Date: Sunday, November 8, 2020
Session Type: Poster Session C
Session Time: 9:00AM-11:00AM
Background/Purpose: The efficacy and safety of upadacitinib (UPA), a selective Janus kinase inhibitor, in patients with PsA is under investigation in Phase 3 clinical trials. Patient-reported outcomes (PROs) are an important component in the evaluation of efficacy for a new therapy. This post hoc analysis evaluated the impact of UPA vs placebo (PBO) on PROs in patients with active PsA and an inadequate response to biologic DMARDs (bDMARD-IR).
Methods: Patients in SELECT-PsA 2 (NCT03104374), a Phase 3, randomized, PBO-controlled trial, received UPA 15 mg or UPA 30 mg once daily or PBO for 24 weeks, with the primary endpoint assessment at Week 12. The following PROs were assessed: Patient Global Assessment of Disease Activity (PtGA), Patient’s Assessment of Pain, HAQ-Disability Index (HAQ-DI), Functional Assessment of Chronic Illness Therapy-Fatigue, 36-Item Short-Form Health Survey (SF-36), EQ-5D-5L, Self-Assessment of Psoriasis Symptoms (SAPS), Work Productivity and Activity Impairment, Bath Ankylosing Spondylitis Disease Activity Index (BASDAI), and morning stiffness (items 5 and 6 from the BASDAI). BASDAI was assessed in patients with evidence of psoriatic spondylitis at baseline (BL). Least squares mean changes from BL to Week 12 (Week 16 for SAPS) were assessed. The proportions of patients reporting improvements ≥ minimal clinically important differences (MCID) from BL through Week 24 were compared between both doses of UPA and PBO. The number needed to treat (NNT) to achieve 1 additional MCID response for each PRO of interest with UPA vs PBO were calculated at Weeks 12/24.
Results: Data from 641 patients (UPA 15 mg: 211; UPA 30 mg: 218; PBO: 212) were analyzed. Significant improvements from BL to Week 12 were reported with both doses of UPA vs PBO across all PROs, including all SF-36 domains (Table, Figure 1). Significantly greater proportions of patients receiving either dose of UPA vs PBO reported improvements ≥ MCID as early as Week 2 (the first post-BL visit) in PtGA, pain, and HAQ-DI. Compared with PBO at Week 12, a significantly greater proportion of patients receiving either dose of UPA reported improvements ≥ MCID across all PROs except SF-36 mental component summary (UPA 30 mg) (Figure 2). Improvements were maintained or further improved through Week 24. NNTs with UPA 15 mg and 30 mg ranged from 3–10 across PROs at Week 12.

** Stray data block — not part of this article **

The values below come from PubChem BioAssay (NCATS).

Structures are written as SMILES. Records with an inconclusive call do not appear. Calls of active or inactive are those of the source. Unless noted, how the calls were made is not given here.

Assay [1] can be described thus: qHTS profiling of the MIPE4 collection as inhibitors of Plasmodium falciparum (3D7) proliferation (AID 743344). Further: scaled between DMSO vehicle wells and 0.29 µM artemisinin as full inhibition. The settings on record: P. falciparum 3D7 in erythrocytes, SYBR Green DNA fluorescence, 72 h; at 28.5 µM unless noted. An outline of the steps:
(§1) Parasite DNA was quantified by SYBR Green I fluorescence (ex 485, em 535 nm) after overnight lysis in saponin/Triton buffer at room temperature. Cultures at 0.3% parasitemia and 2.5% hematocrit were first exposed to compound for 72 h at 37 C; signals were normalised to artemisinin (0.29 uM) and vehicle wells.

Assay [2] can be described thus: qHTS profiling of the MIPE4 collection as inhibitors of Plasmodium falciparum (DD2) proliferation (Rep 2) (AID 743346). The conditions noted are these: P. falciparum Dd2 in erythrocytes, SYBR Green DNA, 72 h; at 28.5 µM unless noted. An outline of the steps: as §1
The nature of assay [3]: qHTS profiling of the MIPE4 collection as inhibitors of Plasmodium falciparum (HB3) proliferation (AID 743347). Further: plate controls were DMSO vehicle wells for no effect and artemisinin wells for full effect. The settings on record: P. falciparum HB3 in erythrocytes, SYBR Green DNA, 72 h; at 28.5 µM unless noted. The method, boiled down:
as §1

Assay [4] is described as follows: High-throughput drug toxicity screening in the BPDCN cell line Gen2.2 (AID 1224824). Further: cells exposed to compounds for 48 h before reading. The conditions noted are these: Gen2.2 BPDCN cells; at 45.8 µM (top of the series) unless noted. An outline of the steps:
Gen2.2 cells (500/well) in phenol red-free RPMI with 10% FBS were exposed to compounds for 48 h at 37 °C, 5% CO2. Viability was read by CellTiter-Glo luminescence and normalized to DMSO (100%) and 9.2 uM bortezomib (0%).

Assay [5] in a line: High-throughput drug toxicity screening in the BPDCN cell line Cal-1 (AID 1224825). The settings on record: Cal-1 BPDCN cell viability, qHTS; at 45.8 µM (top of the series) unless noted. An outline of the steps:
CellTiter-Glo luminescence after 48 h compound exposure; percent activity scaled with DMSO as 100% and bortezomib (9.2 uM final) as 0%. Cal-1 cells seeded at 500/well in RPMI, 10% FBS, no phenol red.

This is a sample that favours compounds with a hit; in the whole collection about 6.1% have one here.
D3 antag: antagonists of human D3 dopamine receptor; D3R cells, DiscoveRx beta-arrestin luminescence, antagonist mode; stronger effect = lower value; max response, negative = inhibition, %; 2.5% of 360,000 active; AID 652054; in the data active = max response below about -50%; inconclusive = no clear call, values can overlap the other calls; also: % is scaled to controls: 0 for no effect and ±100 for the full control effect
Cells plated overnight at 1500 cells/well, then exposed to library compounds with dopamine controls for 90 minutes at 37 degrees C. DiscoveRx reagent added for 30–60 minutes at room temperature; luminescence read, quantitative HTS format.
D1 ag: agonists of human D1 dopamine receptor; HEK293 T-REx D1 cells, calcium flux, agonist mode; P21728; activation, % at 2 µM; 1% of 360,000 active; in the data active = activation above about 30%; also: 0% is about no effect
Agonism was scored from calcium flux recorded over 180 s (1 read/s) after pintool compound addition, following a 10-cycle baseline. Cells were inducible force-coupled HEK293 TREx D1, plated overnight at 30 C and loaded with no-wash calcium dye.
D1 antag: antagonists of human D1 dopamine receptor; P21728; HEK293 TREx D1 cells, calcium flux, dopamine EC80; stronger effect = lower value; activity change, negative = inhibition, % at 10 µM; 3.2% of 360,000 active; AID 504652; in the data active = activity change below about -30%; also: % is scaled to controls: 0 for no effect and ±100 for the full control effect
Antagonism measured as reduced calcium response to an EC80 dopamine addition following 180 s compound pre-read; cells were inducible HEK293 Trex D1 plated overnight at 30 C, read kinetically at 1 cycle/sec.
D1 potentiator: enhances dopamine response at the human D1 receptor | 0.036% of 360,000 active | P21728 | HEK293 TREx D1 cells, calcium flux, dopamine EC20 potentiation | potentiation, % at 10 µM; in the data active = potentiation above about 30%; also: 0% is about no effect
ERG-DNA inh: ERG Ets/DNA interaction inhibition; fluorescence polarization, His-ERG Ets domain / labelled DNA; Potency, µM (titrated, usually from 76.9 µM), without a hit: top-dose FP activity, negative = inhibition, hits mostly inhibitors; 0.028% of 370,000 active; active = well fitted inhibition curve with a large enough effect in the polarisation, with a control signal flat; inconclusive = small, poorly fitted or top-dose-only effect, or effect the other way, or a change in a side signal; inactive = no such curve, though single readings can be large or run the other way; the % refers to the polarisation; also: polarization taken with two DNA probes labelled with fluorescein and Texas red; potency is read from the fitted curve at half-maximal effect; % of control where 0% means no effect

Conclusion: Among bDMARD-IR patients with active PsA, treatment with UPA 15 mg or 30 mg once daily for 12 weeks resulted in clinically meaningful improvements in PROs, which were maintained or further improved through 24 weeks.
Medical writing services provided by Brandy Menges of JK Associates, Inc. (a member of Fishawack Group of Companies; Conshohocken, PA) and funded by AbbVie.
To cite this abstract in AMA style:Strand V, Van den Bosch F, Ranza R, Leung Y, Drescher E, Lertratanakul A, Lippe R, Saffore C, Zueger P, Nash P. Improvement in Patient-Reported Outcomes for Upadacitinib versus Placebo Among Patients with Psoriatic Arthritis and an Inadequate Response to Biologic Disease-Modifying Anti-Rheumatic Drugs [abstract]. Arthritis Rheumatol. 2020; 72 (suppl 10). https://acrabstracts.org/abstract/improvement-in-patient-reported-outcomes-for-upadacitinib-versus-placebo-among-patients-with-psoriatic-arthritis-and-an-inadequate-response-to-biologic-disease-modifying-anti-rheumatic-drugs/. Accessed December 5, 2020.
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